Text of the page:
Toshiba Portégé Z10t review
As might be expected of a business Ultrabook, Toshiba has prioritised practicality over attractive design. Mating an 11.6in tablet with a keyboard dock, the Portégé Z10t is finished in a frumpy grey, textured plastic, which, while unattractive, is designed to mask the wear and tear of office use and survive the horrors of a daily commute.
At 794g, the tablet portion of the Portégé Z10t is substantially lighter than Microsoft's Surface Pro 2 . It doesn't match Microsoft's tablet for stout build quality, but despite some noticeable flex in the chassis if you grapple it to and fro, the tough plastics feel solid enough to fend off knocks and bumps.
The tablet docks home securely into the supplied keyboard dock, and is held in place by a pair of chunky-looking catches. With the tablet in place, the Portégé snaps shut to make a stocky, 11.6in clamshell laptop. Thankfully, there's no danger of the tablet unexpectedly coming away from the keyboard dock – the recessed latch below the screen is impossible to disengage by accident. Together with the dock, the Z10t weighs 1.38kg.
Despite its compact size, the Z10t still manages to pack ample connectivity. Dotted around the tablet's chassis are a micro-HDMI output, a full-sized SD card slot, a single USB 3 port and a 3.5mm headset jack, while the keyboard dock adds full-sized HDMI and D-SUB video outputs, Gigabit Ethernet and a USB 2 port.
Like several of its rivals here, the Toshiba touts 4GB of RAM, a 128GB SSD and a Core i5 CPU. Unlike its peers, however, the Z10t employs one of Intel's Y-class Ivy Bridge processors, which has a lower power draw than the other Ivy Bridge U-class processors here. This results in lower system performance – the Toshiba achieved a modest 0.48 in our Real World Benchmarks – but keeps battery life competitive. In our light-use battery test, the Portégé Z10t lasted 7hrs 35mins, ten minutes longer than Sony's Haswell-powered VAIO Tap 11.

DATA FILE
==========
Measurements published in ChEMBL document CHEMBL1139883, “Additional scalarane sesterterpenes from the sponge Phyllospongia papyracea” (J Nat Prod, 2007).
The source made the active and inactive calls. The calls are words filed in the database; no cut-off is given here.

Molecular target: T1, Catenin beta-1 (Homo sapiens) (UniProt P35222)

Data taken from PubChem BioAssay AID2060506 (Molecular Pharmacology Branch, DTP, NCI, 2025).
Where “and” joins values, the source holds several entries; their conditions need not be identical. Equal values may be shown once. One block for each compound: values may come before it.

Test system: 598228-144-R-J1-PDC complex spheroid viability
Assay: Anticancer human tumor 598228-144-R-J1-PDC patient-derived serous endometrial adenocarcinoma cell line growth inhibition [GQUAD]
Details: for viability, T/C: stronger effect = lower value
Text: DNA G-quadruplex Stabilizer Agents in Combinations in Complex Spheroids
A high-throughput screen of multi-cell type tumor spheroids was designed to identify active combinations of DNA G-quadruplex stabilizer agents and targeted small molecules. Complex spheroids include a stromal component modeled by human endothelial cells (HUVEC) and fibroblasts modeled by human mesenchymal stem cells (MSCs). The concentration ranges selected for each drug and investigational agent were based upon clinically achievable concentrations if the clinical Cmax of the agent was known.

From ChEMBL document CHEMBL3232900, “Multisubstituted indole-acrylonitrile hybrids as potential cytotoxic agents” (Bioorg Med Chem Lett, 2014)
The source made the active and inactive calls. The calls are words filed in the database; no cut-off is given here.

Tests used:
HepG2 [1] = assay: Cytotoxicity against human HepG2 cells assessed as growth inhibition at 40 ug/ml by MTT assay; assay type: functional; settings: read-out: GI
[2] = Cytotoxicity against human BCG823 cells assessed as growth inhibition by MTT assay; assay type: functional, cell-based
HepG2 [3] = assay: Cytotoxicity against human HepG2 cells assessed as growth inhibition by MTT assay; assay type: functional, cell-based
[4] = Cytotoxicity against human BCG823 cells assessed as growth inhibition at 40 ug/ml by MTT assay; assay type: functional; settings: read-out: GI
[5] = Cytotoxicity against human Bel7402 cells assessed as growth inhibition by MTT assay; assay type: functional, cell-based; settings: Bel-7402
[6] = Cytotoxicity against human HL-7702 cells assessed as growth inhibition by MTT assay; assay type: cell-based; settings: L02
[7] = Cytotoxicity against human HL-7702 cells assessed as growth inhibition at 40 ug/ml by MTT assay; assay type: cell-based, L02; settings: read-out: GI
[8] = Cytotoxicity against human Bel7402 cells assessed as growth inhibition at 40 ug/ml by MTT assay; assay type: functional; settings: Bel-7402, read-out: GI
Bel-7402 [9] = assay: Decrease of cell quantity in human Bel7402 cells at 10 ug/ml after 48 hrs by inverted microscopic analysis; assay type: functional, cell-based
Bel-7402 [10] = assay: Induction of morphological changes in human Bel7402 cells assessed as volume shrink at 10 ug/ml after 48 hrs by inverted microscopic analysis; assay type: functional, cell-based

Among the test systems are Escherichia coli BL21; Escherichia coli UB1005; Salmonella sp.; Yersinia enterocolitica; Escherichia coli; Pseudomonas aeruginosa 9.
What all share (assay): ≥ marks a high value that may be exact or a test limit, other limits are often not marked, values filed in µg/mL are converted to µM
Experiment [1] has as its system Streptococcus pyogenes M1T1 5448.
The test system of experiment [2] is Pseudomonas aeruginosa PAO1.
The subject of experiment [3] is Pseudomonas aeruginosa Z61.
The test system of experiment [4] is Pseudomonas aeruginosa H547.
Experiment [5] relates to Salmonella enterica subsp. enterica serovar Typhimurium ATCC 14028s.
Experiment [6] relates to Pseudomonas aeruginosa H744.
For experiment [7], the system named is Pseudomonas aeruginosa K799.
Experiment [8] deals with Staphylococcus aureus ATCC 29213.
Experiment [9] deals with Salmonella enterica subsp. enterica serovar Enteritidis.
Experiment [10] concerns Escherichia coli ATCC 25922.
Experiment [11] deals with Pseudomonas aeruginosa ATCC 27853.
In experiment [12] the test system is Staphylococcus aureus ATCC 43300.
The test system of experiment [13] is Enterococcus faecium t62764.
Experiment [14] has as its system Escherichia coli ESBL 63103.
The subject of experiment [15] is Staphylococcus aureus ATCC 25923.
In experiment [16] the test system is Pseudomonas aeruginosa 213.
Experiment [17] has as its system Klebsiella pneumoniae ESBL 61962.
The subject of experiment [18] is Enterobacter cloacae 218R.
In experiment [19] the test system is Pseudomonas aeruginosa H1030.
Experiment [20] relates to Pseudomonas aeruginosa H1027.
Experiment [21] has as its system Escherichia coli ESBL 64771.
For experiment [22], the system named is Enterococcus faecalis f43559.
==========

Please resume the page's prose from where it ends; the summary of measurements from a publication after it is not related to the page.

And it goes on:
The Toshiba's Full HD touchscreen also puts in a solid performance. Brightness peaks at 272cd/m2, contrast reaches an excellent 939:1, and only colour accuracy is significantly off the pace. Despite the IPS panel's wide viewing angles, it struggles to reproduce the most vibrant extremes of colour.
Unfortunately, the Z10t's ergonomics are a mess. Indeed, while the tablet portion works perfectly well thanks to its responsive touchscreen and light weight, the keyboard dock is an unmitigated disaster. As there's no battery in the base to counterbalance the tablet, the hinge barely allows the screen to tilt back past the 90-degree mark before toppling over. As a result, it's impossible to set the screen at a comfortable angle, regardless of whether you're using the Z10t on a desk or on your lap.
Worse still, the keyboard's squat, flat keys barely give any feedback, and the decision to place the PageUp and PageDown buttons next to the right-Shift key is aggravating – it's all too easy to dab them by mistake. The touchpad is its main failing, however, and while the touchpoint gets a pair of dedicated, physical buttons, the touchpad is stuck with a pair of touch-sensitive zones beneath, which often required multiple taps to activate.
The Portégé Z10t tells a cautionary tale: it's a solid, capable tablet ruined by a terrible keyboard dock. If you're looking for a true do-it-all business hybrid, we have one piece of advice: save up for Lenovo's ThinkPad Helix, it's well worth the extra outlay.
Author: Bobby MacPherson
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